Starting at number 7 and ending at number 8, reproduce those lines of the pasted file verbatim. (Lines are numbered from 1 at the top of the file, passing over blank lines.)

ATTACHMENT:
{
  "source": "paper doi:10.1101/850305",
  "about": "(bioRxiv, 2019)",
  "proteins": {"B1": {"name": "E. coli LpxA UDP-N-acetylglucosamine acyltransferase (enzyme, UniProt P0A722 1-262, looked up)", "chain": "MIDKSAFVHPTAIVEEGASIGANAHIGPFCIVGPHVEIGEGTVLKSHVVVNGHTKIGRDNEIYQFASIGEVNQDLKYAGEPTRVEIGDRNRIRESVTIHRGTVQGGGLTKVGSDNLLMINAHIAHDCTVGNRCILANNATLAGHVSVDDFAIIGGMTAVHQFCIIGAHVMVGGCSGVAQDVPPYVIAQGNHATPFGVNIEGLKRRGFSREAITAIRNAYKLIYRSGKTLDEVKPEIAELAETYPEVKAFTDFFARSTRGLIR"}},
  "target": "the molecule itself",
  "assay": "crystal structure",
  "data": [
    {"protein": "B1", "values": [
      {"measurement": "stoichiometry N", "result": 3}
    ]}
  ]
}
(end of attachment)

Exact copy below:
  "data": [
    {"protein": "B1", "values": [